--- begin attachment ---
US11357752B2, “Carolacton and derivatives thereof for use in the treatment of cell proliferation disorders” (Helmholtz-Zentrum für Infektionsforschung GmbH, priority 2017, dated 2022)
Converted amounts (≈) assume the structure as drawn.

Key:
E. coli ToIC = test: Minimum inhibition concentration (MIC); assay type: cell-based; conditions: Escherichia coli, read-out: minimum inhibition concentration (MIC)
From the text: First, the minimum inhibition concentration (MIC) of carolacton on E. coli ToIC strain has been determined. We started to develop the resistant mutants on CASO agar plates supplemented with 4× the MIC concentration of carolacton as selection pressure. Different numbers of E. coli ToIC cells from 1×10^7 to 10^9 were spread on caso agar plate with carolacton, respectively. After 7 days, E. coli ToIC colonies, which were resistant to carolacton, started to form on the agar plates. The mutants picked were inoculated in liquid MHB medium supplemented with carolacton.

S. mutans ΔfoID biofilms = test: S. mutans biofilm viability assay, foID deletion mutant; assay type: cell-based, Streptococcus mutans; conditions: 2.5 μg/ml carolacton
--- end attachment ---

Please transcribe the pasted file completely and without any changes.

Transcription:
US11357752B2, “Carolacton and derivatives thereof for use in the treatment of cell proliferation disorders” (Helmholtz-Zentrum für Infektionsforschung GmbH, priority 2017, dated 2022)
Converted amounts (≈) assume the structure as drawn.

Key:
E. coli ToIC = test: Minimum inhibition concentration (MIC); assay type: cell-based; conditions: Escherichia coli, read-out: minimum inhibition concentration (MIC)
From the text: First, the minimum inhibition concentration (MIC) of carolacton on E. coli ToIC strain has been determined. We started to develop the resistant mutants on CASO agar plates supplemented with 4× the MIC concentration of carolacton as selection pressure. Different numbers of E. coli ToIC cells from 1×10^7 to 10^9 were spread on caso agar plate with carolacton, respectively. After 7 days, E. coli ToIC colonies, which were resistant to carolacton, started to form on the agar plates. The mutants picked were inoculated in liquid MHB medium supplemented with carolacton.

S. mutans ΔfoID biofilms = test: S. mutans biofilm viability assay, foID deletion mutant; assay type: cell-based, Streptococcus mutans; conditions: 2.5 μg/ml carolacton